Military presence during the war
Mission: Ward off any land manoeuvres made by the enemy between Prescott and Montréal
Boosted by the development of lighter artillery, the art of war underwent significant changes during the second half of the 18th century and the beginning of the 19th century. Quick and sudden manoeuvres gradually replaced slow and stationary sieges. This led to the proliferation of light artillery and infantry corps, which contributed to greater troop mobility.
Strategies and tactics developed during the Anglo-American War of 1812-1814, reflected this evolution. Although the naval forces on the Great Lakes played a prominent role during the conflict, overland routes of entry increasingly preoccupied the British officers. From the outbreak of hostilities, they focused on enemy movements on these roads, relying on the mobility of defensive troops and their rapidity in getting to the battle site.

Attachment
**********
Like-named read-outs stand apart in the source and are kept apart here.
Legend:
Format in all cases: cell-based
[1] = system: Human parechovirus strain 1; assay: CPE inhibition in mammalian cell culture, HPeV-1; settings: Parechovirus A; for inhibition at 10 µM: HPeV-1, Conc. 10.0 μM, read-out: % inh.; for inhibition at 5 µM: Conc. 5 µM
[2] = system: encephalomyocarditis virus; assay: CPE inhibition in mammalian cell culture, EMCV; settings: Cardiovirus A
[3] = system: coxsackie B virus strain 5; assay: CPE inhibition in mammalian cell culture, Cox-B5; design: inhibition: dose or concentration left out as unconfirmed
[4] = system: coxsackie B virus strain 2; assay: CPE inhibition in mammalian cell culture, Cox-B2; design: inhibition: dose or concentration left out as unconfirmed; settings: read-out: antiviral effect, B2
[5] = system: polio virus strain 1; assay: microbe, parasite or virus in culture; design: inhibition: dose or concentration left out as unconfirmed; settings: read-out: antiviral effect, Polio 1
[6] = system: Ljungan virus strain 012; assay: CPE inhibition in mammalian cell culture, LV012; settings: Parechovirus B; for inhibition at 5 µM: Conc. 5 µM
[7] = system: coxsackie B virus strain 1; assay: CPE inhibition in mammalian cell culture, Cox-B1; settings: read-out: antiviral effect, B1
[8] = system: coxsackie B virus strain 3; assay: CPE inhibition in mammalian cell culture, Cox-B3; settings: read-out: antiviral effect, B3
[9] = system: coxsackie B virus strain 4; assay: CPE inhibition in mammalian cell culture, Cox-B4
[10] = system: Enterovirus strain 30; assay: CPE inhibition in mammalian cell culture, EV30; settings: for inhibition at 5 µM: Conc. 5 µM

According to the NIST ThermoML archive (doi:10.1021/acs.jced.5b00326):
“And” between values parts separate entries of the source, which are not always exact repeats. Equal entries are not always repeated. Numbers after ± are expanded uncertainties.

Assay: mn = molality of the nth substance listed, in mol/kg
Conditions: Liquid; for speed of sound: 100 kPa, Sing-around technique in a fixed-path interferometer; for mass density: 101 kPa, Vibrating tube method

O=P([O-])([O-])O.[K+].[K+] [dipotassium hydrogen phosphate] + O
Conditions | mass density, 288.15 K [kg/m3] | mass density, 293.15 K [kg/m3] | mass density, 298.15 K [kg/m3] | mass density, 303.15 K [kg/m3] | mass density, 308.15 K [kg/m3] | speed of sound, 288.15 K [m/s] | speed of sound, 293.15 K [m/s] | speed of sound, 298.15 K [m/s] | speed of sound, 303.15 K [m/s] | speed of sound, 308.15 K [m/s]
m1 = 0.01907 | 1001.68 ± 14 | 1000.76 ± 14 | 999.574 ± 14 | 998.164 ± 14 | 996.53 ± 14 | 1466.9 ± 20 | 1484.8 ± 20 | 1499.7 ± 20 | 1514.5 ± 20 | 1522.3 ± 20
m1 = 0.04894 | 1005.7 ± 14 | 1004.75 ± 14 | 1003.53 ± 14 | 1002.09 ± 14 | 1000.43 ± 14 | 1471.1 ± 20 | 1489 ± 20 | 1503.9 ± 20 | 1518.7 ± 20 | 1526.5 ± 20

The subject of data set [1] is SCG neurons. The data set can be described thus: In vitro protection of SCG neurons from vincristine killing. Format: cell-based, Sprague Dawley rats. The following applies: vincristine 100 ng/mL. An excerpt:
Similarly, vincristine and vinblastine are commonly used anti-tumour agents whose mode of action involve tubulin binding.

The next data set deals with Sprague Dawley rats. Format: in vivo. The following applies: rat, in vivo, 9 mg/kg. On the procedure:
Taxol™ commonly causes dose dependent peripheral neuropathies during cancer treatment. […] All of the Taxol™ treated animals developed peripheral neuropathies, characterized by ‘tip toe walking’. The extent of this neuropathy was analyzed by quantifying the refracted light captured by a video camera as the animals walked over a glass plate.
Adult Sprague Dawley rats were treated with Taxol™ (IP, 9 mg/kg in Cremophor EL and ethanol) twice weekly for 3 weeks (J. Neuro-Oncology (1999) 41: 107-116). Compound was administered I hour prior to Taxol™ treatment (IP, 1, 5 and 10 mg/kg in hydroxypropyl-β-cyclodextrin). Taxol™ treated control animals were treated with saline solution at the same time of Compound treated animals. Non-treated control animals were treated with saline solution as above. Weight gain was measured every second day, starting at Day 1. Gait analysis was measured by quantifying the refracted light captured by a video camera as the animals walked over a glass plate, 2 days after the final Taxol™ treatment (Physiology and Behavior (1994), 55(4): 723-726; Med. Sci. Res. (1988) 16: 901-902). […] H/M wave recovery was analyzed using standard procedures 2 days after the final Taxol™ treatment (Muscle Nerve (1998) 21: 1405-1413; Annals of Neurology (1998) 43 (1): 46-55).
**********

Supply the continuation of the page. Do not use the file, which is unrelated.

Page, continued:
Large numbers of troops stationed in Coteau were tasked with warding off any land manoeuvres by the enemy between Prescott and Montréal.
Did you know that in 1778, the Coteau-du-Lac Point was claimed from Lord of Beaujeu, in the name of King George, for the purpose of territorial defence? It went from a seigneury to a military property.